It’s bad enough when you have car trouble in your local neighborhood – or even in your own driveway. However, nothing could be worse or potentially more scary than to have your car break down hundreds of miles from home. Road trips are supposed to be a time for fun and relaxation, but the difference between pleasure and misery often lies in whether or not you took the proper steps to get your car ready for that long trip.
Before you leave home, there are several simple steps you can take to protect your vehicle, your trip and your loves ones.
First, in case anything does go wrong with your vehicle, make sure you give a trip plan to someone trustworthy. Now, you can go to work on that car of yours.
You can tackle each of these quickly before you hit the road:
In addition, you should make a checklist of items to pack in a car survival kit. These can include:
Before you pack up, take a moment for one final check of the following:
Once your car passes muster, there are some tips for effective driving. After all, you may not be a part of your car, but if you’re not functioning properly, your car’s condition really doesn’t matter.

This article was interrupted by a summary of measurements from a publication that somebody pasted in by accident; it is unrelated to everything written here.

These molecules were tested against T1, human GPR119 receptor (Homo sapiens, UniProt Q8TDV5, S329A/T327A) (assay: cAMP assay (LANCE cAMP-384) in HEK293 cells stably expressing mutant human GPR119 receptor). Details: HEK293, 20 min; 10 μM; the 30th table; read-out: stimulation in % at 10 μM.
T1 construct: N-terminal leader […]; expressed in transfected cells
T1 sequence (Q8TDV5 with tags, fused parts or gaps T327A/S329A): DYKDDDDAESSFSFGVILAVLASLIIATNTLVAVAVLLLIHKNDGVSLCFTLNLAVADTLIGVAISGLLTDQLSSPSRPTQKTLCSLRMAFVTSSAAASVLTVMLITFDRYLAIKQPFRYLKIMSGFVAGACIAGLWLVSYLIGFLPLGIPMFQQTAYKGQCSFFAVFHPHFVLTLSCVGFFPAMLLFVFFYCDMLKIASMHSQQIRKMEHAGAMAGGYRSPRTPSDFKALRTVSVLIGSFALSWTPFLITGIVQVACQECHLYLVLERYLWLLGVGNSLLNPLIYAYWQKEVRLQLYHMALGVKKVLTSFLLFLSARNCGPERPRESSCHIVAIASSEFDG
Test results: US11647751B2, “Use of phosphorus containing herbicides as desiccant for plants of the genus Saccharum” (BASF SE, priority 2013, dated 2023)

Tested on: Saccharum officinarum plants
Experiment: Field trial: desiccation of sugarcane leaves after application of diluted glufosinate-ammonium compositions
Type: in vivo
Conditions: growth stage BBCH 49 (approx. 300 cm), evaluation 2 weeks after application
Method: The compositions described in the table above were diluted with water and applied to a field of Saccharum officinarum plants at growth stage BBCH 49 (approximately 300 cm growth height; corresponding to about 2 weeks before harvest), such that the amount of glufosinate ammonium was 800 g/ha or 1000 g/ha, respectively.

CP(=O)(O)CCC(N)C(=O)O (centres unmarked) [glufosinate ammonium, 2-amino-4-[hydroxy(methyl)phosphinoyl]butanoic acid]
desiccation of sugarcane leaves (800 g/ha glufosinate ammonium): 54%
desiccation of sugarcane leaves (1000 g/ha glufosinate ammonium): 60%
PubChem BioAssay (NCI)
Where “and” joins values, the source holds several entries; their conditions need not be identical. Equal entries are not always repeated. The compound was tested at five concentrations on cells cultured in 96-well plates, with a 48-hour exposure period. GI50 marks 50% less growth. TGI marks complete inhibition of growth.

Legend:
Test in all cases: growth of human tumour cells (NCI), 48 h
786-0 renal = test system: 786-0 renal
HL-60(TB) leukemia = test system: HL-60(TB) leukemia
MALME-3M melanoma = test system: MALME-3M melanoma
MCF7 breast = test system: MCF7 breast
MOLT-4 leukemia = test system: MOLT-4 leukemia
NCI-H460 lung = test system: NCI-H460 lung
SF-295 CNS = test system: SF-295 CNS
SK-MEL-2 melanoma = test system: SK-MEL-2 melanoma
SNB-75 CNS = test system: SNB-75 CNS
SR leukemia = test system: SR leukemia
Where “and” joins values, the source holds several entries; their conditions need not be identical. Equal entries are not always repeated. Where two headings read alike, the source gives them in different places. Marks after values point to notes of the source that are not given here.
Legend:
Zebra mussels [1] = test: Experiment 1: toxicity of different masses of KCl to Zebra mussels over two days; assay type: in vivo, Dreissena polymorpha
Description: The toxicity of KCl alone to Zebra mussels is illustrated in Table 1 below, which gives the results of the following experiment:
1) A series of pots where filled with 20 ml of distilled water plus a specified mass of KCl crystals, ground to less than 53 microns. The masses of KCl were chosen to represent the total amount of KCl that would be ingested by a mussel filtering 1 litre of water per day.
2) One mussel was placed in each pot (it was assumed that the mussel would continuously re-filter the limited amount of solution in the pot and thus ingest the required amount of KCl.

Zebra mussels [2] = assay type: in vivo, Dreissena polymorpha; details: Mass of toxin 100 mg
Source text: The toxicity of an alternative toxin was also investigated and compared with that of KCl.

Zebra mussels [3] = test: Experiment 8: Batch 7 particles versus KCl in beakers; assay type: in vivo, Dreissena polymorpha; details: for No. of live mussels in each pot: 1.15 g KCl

Know your limits and plan your trip around them. If the longest drive you have ever taken is 300 miles in a day, don’t plan a trip with a string of endless 500-mile days. Whether you are capable of riding 500 miles per day, or 1,000, the ability to make miles tends to decrease as the length of the trip increases.
Forget about high speeds. A steady driver can book more miles, enjoy more mountain vistas and purposely take the scenic route, rather than someone bent on making the best times across a mountain pass. You’ll also save on gas over the long haul.
Leave the Red Bull and coffee at home. If you get tired, pull over and rest. If it’s midway through the day, try a nap of about 30 minutes. If it’s getting dark, hole up in a motel. It’s not worth risking your safety if your body is telling you it needs rest.
Learn to avoid boredom. Long drives usually mean moving across areas that you might not consider prime spots. . For times like this, carrying a tape player with your favorite music or a book on tape can prove invaluable.
Finally, stay away from trucks. Truck drivers hate having anyone follow them. When you are behind a truck, you become a liability to them. Never tailgate. Instead of paying attention to the road, a trucker will start worrying about the people on their tailgate. After that, it doesn’t take much for disaster to follow.
With proper preparation before a trip, and a good attitude during a journey, you can make sure you not only survive a long trip – but also enjoy it.